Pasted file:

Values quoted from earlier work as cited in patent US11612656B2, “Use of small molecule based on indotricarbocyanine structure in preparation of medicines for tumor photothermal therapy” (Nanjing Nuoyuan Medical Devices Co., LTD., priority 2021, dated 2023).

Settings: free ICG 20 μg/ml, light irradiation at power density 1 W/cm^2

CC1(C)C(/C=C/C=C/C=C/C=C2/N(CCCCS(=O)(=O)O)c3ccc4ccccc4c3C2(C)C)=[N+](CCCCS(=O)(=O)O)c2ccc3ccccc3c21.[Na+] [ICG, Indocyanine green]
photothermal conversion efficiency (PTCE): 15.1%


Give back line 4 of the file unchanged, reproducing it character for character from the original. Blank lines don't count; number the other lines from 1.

photothermal conversion efficiency (PTCE): 15.1%